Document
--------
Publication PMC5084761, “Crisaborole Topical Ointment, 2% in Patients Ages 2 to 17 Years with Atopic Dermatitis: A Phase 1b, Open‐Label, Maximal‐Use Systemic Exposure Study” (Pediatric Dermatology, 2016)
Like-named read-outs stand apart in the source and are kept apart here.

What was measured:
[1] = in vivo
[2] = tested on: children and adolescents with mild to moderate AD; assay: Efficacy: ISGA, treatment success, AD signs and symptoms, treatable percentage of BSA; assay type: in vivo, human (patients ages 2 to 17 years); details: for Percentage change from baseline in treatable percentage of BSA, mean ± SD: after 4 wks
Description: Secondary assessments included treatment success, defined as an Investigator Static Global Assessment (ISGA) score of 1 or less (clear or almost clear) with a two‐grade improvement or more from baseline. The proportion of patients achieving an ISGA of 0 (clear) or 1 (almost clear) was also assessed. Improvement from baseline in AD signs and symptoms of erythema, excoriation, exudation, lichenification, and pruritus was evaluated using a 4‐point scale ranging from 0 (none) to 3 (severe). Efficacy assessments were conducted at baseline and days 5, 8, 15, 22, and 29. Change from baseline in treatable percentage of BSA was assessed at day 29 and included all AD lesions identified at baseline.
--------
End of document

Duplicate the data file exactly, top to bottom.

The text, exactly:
Publication PMC5084761, “Crisaborole Topical Ointment, 2% in Patients Ages 2 to 17 Years with Atopic Dermatitis: A Phase 1b, Open‐Label, Maximal‐Use Systemic Exposure Study” (Pediatric Dermatology, 2016)
Like-named read-outs stand apart in the source and are kept apart here.

What was measured:
[1] = in vivo
[2] = tested on: children and adolescents with mild to moderate AD; assay: Efficacy: ISGA, treatment success, AD signs and symptoms, treatable percentage of BSA; assay type: in vivo, human (patients ages 2 to 17 years); details: for Percentage change from baseline in treatable percentage of BSA, mean ± SD: after 4 wks
Description: Secondary assessments included treatment success, defined as an Investigator Static Global Assessment (ISGA) score of 1 or less (clear or almost clear) with a two‐grade improvement or more from baseline. The proportion of patients achieving an ISGA of 0 (clear) or 1 (almost clear) was also assessed. Improvement from baseline in AD signs and symptoms of erythema, excoriation, exudation, lichenification, and pruritus was evaluated using a 4‐point scale ranging from 0 (none) to 3 (severe). Efficacy assessments were conducted at baseline and days 5, 8, 15, 22, and 29. Change from baseline in treatable percentage of BSA was assessed at day 29 and included all AD lesions identified at baseline.